Medical Applications for 3D Printing
applications for 3-D printing are expanding rapidly and are expected to revolutionize health care.
Medical uses for 3-D printing can be divided into various categories, including tissue and organ fabrication; creation of customized prosthetics, implants, and anatomical models and pharmaceutical research.
The application of 3D printing in medicine can provide many benefits such as the customization and personification of medical products, drugs, and equipment; cost-effectiveness; increased productivity;
the democratization of design and manufacturing; and enhanced collaboration.
For Commercial Use
3D printing has been used by the manufacturing industry to produce product prototypes, to create models and molds.
3D printing is a huge industry with only $11 million invested in medical applications.
In the next 10 years, $1.9 billion is projected to be spent on medical applications.
For Consumer Use
This technology is rapidly becoming easy and inexpensive enough to be used by consumers.
It is now possible to print anything, from guns, clothing, car parts, and jewelry making.
BENEFITS OF 3-D PRINTING IN MEDICAL FIELD
Customization and Personification
A big advantage in medical application is the freedom to produce custom-made medical products and equipment.
The use of 3D printing to customize prosthetics and implants can add value to both patients and physicians.
Custom-made implants, fixtures, and surgical tools can have a positive impact
in terms of the time required for surgery & patient recovery time.
Increased Cost Efficiency
The cost of 3D printing is becoming more competitive for small production runs.
This is especially true for small-sized standard implants or prosthetics, such as those used for spinal, dental, or craniofacial disorders.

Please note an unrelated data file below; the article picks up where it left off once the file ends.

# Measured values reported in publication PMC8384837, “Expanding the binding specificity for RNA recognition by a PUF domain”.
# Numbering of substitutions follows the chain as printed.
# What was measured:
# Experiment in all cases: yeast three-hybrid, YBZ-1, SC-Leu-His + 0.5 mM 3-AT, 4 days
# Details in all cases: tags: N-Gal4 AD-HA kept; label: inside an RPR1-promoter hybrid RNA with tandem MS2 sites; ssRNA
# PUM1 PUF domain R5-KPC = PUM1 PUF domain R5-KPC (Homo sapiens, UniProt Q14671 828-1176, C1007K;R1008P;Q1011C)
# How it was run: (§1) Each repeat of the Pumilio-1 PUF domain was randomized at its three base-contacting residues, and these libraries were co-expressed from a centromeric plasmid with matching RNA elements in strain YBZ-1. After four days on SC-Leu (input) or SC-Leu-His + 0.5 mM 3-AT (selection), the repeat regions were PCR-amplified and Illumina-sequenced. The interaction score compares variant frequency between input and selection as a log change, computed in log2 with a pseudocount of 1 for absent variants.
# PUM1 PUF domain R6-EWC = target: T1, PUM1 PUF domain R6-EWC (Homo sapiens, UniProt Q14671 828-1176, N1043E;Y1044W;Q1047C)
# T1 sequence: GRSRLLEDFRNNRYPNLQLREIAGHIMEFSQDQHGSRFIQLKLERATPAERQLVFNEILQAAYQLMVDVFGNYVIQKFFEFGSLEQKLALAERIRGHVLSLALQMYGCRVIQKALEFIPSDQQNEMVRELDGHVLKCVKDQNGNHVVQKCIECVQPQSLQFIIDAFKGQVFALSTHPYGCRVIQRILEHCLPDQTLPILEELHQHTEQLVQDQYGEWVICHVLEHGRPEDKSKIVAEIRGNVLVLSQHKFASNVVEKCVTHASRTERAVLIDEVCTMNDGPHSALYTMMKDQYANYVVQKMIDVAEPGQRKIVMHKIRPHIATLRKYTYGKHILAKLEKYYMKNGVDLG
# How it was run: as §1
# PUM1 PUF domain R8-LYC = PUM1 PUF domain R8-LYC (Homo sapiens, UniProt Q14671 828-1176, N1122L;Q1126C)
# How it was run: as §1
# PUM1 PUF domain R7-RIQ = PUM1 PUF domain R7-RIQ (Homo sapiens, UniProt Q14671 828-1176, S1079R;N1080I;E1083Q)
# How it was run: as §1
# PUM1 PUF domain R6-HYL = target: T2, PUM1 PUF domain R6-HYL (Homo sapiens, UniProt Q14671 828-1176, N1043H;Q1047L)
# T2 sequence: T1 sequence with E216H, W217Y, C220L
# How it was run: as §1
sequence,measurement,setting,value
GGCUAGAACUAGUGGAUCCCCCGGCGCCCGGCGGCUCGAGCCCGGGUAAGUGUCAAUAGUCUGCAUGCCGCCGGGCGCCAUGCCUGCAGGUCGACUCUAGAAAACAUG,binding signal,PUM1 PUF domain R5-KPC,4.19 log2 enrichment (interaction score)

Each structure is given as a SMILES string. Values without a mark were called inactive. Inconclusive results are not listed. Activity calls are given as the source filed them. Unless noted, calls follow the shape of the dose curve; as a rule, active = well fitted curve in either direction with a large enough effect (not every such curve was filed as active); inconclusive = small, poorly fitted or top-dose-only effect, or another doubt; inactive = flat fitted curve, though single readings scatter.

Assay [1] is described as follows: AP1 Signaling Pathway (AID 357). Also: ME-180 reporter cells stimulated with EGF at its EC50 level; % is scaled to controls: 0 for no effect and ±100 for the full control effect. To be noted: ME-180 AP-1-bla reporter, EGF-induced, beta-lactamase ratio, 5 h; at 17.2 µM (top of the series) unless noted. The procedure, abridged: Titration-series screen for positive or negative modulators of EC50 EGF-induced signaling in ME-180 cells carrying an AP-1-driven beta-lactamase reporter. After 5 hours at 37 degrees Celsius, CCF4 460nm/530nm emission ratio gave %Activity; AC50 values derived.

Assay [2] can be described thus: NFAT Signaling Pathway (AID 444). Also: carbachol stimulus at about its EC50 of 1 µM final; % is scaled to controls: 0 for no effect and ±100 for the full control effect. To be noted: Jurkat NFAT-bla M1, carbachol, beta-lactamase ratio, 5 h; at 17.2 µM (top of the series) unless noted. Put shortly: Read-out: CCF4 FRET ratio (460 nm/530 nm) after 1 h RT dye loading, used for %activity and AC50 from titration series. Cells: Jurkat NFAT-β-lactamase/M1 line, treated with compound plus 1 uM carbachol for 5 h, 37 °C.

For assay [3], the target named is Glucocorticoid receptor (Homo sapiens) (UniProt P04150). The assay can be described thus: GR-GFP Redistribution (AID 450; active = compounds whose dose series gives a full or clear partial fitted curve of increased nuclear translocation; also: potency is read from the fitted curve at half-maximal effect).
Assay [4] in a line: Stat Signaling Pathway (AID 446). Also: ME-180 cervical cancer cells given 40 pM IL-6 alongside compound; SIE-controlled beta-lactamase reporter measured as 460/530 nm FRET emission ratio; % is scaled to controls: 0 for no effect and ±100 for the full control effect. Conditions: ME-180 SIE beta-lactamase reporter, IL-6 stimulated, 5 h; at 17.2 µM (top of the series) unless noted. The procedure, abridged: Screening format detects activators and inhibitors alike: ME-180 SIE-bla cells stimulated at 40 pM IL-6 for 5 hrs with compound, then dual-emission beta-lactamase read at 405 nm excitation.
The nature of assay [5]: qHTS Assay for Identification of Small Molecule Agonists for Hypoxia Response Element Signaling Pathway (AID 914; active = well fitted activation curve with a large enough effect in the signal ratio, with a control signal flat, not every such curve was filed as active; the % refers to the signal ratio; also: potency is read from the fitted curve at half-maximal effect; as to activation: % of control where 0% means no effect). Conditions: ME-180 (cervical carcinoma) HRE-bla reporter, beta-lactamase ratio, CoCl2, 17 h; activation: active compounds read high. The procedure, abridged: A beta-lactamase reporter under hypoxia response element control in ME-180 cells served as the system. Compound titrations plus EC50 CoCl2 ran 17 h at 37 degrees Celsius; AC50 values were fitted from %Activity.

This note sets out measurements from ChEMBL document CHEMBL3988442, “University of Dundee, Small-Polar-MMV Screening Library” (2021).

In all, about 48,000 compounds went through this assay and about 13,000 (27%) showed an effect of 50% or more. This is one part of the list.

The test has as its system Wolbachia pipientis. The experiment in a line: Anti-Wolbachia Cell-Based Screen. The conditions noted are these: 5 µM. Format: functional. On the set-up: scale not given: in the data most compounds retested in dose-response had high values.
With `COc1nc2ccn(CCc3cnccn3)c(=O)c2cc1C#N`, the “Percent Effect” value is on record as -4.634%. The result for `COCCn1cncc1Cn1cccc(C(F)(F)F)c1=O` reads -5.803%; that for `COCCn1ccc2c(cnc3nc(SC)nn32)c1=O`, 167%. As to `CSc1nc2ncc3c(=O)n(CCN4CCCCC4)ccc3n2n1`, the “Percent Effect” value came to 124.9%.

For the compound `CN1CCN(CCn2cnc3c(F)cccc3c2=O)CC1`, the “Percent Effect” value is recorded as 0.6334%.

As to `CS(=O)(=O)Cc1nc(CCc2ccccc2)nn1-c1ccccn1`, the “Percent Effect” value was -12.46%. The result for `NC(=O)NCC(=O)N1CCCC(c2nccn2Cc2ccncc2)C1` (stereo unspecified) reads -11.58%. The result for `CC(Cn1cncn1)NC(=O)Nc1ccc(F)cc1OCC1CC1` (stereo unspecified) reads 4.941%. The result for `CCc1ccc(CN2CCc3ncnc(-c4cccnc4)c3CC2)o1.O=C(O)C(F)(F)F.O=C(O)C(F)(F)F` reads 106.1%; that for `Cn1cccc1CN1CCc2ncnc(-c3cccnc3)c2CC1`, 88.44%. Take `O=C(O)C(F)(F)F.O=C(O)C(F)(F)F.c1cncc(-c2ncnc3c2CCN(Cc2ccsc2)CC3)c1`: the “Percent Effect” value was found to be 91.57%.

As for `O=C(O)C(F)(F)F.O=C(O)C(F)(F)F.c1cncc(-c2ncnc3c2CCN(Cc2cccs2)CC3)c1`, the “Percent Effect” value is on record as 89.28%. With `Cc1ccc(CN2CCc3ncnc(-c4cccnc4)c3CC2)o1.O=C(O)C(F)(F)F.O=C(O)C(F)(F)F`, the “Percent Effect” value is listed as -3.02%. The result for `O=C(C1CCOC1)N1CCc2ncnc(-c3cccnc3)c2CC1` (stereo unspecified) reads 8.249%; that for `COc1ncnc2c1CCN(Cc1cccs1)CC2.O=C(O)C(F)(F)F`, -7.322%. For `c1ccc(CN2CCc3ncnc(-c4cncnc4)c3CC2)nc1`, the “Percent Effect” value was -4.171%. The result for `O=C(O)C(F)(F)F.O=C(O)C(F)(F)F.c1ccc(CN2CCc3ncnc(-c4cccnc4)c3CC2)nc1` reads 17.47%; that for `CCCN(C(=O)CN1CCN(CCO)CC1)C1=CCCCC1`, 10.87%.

3D printing can also reduce manufacturing costs by decreasing the use of unnecessary resources.
Some drugs may also be printed in dosage forms that are easier and more cost-effective to deliver to patients.
A product can be made within several hours by 3-d printing. In addition to speed, other qualities, such as the resolution, accuracy, reliability, and repeatability are also improving.
APPLICATIONS OF 3-D PRINTING IN MEDICAL
Earlier it was used to make dental implants and custom prosthetic.
The use of 3-D printing to produce bones, ears, exoskeletons, windpipes, a jaw bone, eyeglasses, cell cultures, stem cells, blood vessels, vascular networks, tissues, and organs has also become possible.
The current medical uses of 3-D printing include tissue and organ fabrication; creating prosthetics, implants, and anatomical models; and pharmaceutical research concerning drug discovery, delivery, and dosage forms.
3-D printing has become a useful and potentially transformative tool in a number of different fields, including medicine.
The medical advances that have been made using 3-D printing are already significant but some of the more revolutionary applications, such as organ printing, will need time to evolve.